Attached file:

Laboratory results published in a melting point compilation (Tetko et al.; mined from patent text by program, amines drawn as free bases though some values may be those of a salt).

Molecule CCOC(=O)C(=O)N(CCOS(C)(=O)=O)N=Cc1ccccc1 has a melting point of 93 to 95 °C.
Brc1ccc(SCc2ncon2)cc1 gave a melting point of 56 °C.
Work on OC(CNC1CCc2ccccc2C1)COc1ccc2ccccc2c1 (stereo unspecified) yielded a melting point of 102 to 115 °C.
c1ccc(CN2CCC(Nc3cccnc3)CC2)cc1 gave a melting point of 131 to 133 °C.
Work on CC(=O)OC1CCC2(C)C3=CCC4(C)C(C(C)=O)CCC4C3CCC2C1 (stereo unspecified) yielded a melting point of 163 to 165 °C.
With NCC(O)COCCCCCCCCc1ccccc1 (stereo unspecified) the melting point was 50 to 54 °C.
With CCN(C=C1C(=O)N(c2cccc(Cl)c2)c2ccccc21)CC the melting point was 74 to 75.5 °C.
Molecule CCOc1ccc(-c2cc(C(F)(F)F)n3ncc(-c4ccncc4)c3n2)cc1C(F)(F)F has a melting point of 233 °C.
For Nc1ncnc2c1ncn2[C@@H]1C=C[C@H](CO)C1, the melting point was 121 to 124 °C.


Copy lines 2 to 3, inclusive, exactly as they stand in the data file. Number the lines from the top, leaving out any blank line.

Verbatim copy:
Molecule CCOC(=O)C(=O)N(CCOS(C)(=O)=O)N=Cc1ccccc1 has a melting point of 93 to 95 °C.
Brc1ccc(SCc2ncon2)cc1 gave a melting point of 56 °C.